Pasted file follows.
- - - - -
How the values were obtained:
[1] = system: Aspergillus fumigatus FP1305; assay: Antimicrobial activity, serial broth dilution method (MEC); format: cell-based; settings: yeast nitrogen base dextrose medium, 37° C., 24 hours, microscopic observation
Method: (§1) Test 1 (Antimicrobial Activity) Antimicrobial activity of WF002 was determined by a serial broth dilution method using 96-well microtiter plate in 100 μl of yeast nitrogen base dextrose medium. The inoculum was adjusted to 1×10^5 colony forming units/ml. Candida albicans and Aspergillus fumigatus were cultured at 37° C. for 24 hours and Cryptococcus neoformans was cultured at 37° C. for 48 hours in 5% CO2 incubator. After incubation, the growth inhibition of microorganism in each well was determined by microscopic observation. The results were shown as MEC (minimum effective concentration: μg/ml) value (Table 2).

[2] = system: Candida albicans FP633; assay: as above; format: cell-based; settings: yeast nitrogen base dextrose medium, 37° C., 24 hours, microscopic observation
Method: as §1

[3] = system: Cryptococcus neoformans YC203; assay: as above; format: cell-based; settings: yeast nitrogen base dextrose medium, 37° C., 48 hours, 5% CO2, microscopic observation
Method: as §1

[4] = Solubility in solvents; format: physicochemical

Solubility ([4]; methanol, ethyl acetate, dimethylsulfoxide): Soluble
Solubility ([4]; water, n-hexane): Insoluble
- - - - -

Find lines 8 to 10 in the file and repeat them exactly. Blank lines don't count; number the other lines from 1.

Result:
[4] = Solubility in solvents; format: physicochemical

Solubility ([4]; methanol, ethyl acetate, dimethylsulfoxide): Soluble
Solubility ([4]; water, n-hexane): Insoluble